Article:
Mrs. Belva A. Lockwood was introduced as the first speaker, who stated that her subject for the evening was Why Women should Practice Law, but the main object of the convention, was to decide whether or not women should vote. Mrs. Lockwood was in favor of an educational qualification, and women should be compelled to exercise their privilege at the polls. Lockwood supposed that there was a class of women who did not desire to vote and that they simply represented an element willing to shirk any duty. Lockwood went on to state that women should learn that this privilege would protect them."
Mrs. Lockwood continued, "Take the cases of Elizabeth Tilton, Aate Sprague and Mrs. Christiancy - what had been done to them showed that no protection would be afforded them when they stood in the way of some man's greed, avarice or ambition. It was back then that women were voting for school officers in thirteen States of the Union, and it was Governor Long, of Massachusetts, in his message to the Massachusetts Legislature, recommended the granting of suffrage to women, as it would be better for the State and tend to make it much stronger. Women should study law for their own protection and in order to discriminate between just and pernicious laws, that they might see that men represented them at the polls correctly. It was their duty to mold the minds of the rising generation, and that they could be trusted to do this was evidenced by the fact that three-fourths of the public school teachers of this country were women."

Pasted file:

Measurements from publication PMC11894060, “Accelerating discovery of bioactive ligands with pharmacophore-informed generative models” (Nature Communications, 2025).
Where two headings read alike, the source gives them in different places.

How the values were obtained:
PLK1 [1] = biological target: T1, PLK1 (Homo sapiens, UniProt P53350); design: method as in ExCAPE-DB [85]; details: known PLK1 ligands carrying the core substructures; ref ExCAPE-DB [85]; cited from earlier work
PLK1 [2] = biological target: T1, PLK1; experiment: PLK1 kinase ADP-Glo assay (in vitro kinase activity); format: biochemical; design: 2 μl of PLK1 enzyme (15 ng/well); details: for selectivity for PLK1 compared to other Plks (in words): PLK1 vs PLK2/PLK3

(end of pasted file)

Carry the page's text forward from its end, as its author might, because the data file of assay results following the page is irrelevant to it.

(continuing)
23 january 1885
On 23 January 1885 -- In the Omaha Bee, Nebraska newspaper on the Suffrage movement. If you scroll down through this page to the headlines, Starving Out the Boomers," there is an article about the Republican's Arkansas City, Kansas, Emporia, Kansas, dated January 22, 1885 that reads as follows, "Gen. Hatch has surrounded the boomers at Stillwater with the intention of starving them out. He allows no one to approach them, but lets any leave who desire. A courier just in reports several leaving already, as the provisions are running short. The Oklahomaites have been trying to raise money here for their relief, but without success. There was no firing done."